Anyway, I'd been in Nairobi during the Christmas break, and I guess I lost some of these manners. Today while driving (while listening to some particularly aggressive music - I blame the music) I cut someone off in traffic. Let me just paint it for you: I needed to switch lanes or miss my turning. Completely my fault: I had come speeding on the wrong lane and had only started looking for an in when almost too late (you Nairobi drivers wouldn't understand). So anyway I get into the guys lane. Immediately the guy goes berserk! They don't have tint here (don't know why) so I'm watching the (white) guy all but pull his hair out by the roots. At some point while the lights were red, I honestly thought the guy would get out of his car & come slap me. After wa start moving and I see the guy is still so very vexed, I move aside and let the guy pass me by. He doesn't expect that. You can tell he's happy to be ahead, but I think he wanted to do so on his own terms that may have involved bashing my car in.
Take a chill pill. It's never that serious. You'll get ulcers. Eish!
If I have the space, I'll quickly tell you of another incident that happened today. Yes I've had a colourful day (and that's not an expression to throw about loosely here .. but that's the story for another day). I'm house hunting. I was to see an apartment today but the agent wasn't available to show it to me. So we agreed that she'd leave the key and I would go pick it up to view the place and return the key once done. Straight forward enough no? No. I get to the place (which just so happens to be in the same complex as where I'm presently staying) and ask for the key. I'm given a song and dance about the person who has the key not being available. So I tell them to call me when it's all sorted. So after 15 minutes or so, I get a summons to the security office. I wonder at this, but figure "mwenye haja aende choo" (let the mountian go to Mohamed). So I find a tall (white) guy standing akimbo and glaring down at me as I saunter towards him. Part of my job involves loosening tense situations, so I throw out a disarming smile and greeting to which I get the barked response; "What's the problem?!" So I'm already at a loss; what problem? I've just come to pick keys to view an apartment as instructed by agency such and such. I explain this. Do you know the sound a 4-year-old would make to immitate a police siren? He starts making that sound. I'm dumbfounded and can only stare at him, with my jaw probably on the floor. The guy is over 6 feet tall, older than me & dressed in a suit trying to sound like a siren. I swear he has hand gestures to match ... To cut a long story short, his concern (as so clearly articulated) turns out to be that the arrangement the agency made was that they would pick the key at 9am the next morning and there was nothing about this clandestine and probably treasonable attempt by some 3rd party to pick the key at 6 the evening before (this is where you roll your eyes). The situation is sorted by my calling the agency and their discussing the change of plans. Idiot tall adult accompanies me to the viewing with the net effect that I didn't like the house.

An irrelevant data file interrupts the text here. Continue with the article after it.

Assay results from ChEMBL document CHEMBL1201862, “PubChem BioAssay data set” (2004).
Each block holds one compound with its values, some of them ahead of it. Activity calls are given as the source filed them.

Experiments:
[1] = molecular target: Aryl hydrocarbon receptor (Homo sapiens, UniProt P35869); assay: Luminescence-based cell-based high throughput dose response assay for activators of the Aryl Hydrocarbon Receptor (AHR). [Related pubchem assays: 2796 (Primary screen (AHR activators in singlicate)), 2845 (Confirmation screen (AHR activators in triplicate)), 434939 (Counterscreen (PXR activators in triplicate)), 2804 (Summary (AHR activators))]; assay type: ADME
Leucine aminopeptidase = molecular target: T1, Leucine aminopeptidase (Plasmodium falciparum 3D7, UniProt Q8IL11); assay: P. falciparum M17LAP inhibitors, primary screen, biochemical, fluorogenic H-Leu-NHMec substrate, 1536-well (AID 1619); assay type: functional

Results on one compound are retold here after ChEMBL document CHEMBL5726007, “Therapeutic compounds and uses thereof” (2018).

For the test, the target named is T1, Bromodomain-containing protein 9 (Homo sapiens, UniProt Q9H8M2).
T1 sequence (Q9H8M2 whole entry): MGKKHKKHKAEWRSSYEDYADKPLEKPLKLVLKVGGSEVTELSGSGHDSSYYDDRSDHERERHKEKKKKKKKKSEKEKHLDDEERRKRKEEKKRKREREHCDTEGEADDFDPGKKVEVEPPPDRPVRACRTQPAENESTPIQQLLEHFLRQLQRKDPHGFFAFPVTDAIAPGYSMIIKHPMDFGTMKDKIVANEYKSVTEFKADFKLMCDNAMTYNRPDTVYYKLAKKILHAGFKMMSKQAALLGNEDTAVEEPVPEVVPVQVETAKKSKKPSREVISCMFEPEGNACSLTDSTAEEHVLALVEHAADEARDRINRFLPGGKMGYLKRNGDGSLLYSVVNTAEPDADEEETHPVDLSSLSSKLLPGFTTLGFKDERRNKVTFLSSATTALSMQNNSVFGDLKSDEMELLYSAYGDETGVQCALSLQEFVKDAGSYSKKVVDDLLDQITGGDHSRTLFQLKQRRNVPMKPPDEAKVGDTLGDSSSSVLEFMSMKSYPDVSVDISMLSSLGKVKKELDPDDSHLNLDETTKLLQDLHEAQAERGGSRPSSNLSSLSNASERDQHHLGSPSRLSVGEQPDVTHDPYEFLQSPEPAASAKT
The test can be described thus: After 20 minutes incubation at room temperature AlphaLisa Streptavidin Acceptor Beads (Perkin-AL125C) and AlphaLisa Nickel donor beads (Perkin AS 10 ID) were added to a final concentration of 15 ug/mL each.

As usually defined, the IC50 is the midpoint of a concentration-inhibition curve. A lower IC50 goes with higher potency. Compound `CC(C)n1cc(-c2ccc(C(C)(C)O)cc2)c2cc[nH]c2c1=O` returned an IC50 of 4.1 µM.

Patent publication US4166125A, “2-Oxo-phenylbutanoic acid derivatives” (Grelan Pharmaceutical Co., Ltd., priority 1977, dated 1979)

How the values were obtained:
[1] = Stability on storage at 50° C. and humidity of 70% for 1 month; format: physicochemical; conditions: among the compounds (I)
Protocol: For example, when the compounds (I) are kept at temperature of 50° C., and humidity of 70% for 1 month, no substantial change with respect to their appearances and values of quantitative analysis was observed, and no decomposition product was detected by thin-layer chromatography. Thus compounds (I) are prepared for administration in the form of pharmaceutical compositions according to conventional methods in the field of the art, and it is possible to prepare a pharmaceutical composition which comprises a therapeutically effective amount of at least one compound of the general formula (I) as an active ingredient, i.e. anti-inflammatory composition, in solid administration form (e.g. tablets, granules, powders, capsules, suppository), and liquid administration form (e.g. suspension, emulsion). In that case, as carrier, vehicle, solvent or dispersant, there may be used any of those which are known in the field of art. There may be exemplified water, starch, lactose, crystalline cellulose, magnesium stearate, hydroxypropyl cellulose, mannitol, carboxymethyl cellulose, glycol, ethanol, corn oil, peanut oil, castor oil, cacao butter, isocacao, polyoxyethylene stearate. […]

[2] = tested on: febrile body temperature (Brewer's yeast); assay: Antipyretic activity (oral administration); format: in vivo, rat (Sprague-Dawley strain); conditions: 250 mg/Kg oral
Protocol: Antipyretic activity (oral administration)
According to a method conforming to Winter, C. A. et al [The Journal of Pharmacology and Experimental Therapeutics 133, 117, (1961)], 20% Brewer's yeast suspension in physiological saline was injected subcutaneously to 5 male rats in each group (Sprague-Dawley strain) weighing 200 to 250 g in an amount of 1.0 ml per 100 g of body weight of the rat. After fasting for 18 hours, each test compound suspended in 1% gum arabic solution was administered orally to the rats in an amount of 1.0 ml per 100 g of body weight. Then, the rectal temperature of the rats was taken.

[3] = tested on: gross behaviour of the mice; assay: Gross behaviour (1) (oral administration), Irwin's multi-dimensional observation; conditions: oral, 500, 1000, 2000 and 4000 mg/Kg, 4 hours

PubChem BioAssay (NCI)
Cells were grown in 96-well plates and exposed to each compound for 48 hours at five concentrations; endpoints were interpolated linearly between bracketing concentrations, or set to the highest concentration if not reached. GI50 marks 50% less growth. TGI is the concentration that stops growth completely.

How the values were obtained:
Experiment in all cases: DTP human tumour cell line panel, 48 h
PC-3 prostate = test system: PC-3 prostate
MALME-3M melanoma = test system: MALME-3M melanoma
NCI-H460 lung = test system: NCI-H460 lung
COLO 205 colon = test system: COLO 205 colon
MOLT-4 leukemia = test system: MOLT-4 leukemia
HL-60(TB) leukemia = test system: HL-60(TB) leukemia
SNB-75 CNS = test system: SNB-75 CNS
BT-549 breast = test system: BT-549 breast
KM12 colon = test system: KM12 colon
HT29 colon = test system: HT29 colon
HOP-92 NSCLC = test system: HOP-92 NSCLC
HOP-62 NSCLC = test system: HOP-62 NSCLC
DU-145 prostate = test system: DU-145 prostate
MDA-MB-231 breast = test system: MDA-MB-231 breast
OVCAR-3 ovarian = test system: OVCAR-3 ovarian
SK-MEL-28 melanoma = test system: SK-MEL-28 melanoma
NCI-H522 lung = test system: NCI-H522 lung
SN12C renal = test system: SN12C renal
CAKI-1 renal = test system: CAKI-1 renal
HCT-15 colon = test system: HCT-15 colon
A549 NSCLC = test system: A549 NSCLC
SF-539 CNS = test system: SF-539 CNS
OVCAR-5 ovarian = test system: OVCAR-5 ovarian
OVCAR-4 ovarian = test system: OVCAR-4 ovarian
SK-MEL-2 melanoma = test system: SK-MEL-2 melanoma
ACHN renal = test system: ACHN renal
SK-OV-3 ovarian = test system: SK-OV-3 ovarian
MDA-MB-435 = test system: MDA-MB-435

Yeah Yeah Yeah!